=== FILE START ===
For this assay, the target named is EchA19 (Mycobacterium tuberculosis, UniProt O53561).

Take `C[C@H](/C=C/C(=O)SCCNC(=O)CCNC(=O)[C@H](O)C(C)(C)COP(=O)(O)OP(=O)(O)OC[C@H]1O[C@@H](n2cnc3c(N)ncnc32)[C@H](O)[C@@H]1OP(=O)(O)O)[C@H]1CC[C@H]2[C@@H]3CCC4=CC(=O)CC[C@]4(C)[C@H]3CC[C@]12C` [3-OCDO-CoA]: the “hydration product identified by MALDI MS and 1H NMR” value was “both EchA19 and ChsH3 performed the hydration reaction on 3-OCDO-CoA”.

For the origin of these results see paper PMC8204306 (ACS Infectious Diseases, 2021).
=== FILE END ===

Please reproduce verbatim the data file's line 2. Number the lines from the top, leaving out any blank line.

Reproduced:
Take `C[C@H](/C=C/C(=O)SCCNC(=O)CCNC(=O)[C@H](O)C(C)(C)COP(=O)(O)OP(=O)(O)OC[C@H]1O[C@@H](n2cnc3c(N)ncnc32)[C@H](O)[C@@H]1OP(=O)(O)O)[C@H]1CC[C@H]2[C@@H]3CCC4=CC(=O)CC[C@]4(C)[C@H]3CC[C@]12C` [3-OCDO-CoA]: the “hydration product identified by MALDI MS and 1H NMR” value was “both EchA19 and ChsH3 performed the hydration reaction on 3-OCDO-CoA”.